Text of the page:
Sri Lanka v New Zealand : Players' Behaviour

Sri Lanka v New Zealand : Players' Behaviour

Post by Vicky B. Vigneswar » Thu, 16 Mar 1995 03:35:09

Sri Lanka make NZ toil

Sri Lanka,  set  New Zealand  427  to  win the second test  after
New  Zealand  dismissed  the tourists for 348 in their second in-
nings shortly after lunch.

The tourists had reached 341  for   eight   by   lunch   on   the
fourth day, with debutant Chamara Dunusinghe unbeaten on 88.  Sri
Lanka lost  only  two  wickets  in  the  first  session.  Chamin-
da   Vaas  was  bowled  by  paceman  Kerry Walmsley for 36, while
Pramodya Wickremasinghe fell to Gavin  Larsen  for  16.   Chamara
Dunusinghe was bowled by Danny Morrison for  91,  who also picked
up the last wicket.

Only two sides have  bettered  the  400  mark   in   the   fourth
innings  to  win a test.  India scored 406 for four to defeat the
West Indies in 1975-76 and Australia managed  404  for  three  to
claim  victory over England at Leeds in 1948.  New Zealand's best
fourth innings performance to  win  a  test was the 324 for  five
they scored against Pakistan in Christchurch last summer.

Rutherford escapes censure as Sri Lanka build big lead

By Sri Krishnamurthi

New Zealand captain Ken Rutherford escaped censure  over  an  in-
cident  involving  his  Sri Lanka counterpart Arjuna Ranatunga on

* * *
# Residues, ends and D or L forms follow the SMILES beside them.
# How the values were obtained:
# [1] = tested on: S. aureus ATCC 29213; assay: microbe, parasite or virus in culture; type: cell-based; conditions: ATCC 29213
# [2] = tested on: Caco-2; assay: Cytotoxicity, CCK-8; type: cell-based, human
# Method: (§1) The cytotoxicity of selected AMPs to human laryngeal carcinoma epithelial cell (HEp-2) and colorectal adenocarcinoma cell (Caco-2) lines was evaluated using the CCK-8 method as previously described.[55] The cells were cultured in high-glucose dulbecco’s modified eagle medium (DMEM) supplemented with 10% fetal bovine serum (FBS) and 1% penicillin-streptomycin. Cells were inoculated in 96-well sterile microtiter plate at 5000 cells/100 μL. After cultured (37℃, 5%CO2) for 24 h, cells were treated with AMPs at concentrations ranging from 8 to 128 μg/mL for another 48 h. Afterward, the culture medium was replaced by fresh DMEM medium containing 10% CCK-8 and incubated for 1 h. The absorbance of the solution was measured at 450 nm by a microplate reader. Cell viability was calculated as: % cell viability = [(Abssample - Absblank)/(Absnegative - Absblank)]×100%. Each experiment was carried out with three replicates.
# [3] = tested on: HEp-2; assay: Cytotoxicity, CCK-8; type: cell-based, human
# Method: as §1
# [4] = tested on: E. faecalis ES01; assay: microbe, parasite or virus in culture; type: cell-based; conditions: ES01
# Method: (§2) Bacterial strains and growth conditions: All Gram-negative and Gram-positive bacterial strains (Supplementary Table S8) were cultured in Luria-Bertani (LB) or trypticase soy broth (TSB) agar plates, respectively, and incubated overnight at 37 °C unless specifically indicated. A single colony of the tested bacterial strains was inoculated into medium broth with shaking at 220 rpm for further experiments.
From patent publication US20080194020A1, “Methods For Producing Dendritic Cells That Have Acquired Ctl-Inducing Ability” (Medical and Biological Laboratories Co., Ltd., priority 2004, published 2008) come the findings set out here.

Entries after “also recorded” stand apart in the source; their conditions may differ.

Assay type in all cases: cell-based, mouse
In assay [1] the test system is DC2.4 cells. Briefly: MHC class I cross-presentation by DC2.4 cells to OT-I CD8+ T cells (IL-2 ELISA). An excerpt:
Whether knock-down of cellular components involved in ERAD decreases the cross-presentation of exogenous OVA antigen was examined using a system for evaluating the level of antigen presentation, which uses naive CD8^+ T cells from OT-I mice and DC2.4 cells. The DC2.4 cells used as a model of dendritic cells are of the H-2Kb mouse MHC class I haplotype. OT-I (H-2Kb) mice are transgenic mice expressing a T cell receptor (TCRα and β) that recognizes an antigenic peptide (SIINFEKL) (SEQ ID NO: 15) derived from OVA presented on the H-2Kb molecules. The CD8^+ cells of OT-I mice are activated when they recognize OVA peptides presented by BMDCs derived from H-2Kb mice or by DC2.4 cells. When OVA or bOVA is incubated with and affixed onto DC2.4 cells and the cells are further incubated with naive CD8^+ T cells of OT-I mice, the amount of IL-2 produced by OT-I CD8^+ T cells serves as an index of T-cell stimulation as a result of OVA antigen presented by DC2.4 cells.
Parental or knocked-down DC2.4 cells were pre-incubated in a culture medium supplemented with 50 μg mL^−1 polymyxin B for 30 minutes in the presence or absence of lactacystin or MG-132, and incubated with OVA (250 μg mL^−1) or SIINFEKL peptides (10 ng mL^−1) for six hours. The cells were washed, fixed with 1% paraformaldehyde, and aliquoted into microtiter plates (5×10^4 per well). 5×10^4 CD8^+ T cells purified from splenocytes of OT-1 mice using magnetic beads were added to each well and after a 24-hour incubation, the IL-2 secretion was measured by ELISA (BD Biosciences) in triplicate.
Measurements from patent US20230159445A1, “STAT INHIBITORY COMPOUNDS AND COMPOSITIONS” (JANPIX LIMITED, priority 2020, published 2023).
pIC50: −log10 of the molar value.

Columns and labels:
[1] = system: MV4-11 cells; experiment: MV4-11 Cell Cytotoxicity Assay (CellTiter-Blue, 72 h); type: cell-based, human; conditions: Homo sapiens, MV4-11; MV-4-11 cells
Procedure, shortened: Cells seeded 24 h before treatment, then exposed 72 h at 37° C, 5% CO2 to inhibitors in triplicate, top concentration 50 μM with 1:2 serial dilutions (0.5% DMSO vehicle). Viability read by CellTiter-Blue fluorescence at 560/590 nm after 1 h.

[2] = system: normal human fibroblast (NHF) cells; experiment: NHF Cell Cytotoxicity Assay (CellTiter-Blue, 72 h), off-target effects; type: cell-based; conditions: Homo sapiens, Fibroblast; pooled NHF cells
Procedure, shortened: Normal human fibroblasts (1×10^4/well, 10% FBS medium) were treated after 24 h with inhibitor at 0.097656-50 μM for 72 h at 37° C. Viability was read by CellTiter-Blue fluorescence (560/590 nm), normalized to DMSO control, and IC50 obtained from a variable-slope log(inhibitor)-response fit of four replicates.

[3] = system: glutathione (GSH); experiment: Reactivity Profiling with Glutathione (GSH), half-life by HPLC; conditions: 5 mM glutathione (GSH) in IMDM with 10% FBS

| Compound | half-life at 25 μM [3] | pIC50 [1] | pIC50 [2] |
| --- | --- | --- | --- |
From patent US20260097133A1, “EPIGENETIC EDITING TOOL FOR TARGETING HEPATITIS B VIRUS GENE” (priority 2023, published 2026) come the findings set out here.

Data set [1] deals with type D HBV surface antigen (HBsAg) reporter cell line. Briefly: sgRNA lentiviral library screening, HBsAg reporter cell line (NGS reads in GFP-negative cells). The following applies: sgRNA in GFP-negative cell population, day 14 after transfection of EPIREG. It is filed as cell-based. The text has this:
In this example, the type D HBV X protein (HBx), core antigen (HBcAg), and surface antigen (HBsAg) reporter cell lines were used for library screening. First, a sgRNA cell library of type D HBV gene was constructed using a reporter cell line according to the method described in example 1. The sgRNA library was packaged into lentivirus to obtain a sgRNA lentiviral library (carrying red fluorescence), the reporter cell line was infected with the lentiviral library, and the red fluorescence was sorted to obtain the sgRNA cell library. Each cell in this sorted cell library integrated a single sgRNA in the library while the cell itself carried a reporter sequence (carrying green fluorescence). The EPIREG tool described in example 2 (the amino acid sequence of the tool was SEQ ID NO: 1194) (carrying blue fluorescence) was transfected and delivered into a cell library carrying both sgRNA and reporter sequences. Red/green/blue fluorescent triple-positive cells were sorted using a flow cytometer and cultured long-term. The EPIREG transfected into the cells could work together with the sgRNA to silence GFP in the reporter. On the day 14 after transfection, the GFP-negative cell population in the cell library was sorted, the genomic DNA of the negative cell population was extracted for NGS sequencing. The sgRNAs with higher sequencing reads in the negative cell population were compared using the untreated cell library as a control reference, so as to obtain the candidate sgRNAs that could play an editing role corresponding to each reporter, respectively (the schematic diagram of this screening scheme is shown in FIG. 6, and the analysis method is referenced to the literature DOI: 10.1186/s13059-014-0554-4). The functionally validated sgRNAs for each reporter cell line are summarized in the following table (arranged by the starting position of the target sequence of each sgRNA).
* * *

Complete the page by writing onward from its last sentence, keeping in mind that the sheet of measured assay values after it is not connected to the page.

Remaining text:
the third day of the  first test on Monday.

Rutherford was reported to match  referee  Barry  Jarman  by  the
touring  team's  manager  Neil  Perera  for  comments  he made to
Ranatunga as Sri Lanka built a 327-run lead.  Rutherford was spo-
ken to twice  by  the  umpires  during  an ill-tempered afternoon
session.

The incident which led  to   Jarman's   involvement   came   when
Ranatunga  ran  into  seam  bowler  Kerry  Walsmley'w elbow while
attempting a single.

Walmsley, who  was  reprimanded   by   Jarman   on   Sunday   for
swearing,  stood his ground in mid-pitch as Ranatunga bumped into
him.

Ranatunga and Rutherford  then   appeared   to   exchange   angry
words.   Ranatunga  spoke  to umpire Doug Cowie at the end of the
over and  Perera  later charged  the  New  Zealand  captain  with
breaching the International Cricket Council's code of conduct and
bringing the game into disrepute.

But in a statement following a brief  disciplinary  hearing, Jar-
man   said   "common   sense  prevailed  with  the  charge  being
withdrawn."

Jarman  said  Ranatunga  had   agreed   that   his   brush   with
Walmsley  had been an accident and both captains had shaken hands
"with a  commitment  to  an  incident-free  continuation  of  the
series."

Rutherford, who infringed the code  of  conduct  twice   on   New
Zealand's  recent  tour  of  South  Africa has just got through a
two-match suspended  sentence  which  expired  after  the  series
against  West Indies last month.  He had been fined 75 percent of
his match fee and handed the  suspended   sentence   for  showing
dissent  to an umpire and a later incident in the pavilion during
the third test at  Cape  Town  in January.

New Zealand coach John Reid said he was  pleased  with  "the pas-
sionate way" his team had played on Monday.  But that passion did
little  to  stem  Sri  Lanka's  patient march towards setting New
Zealand a daunting target.

Thanks  ::  Reuter

Vicky:
UMass, Mar 14, 1995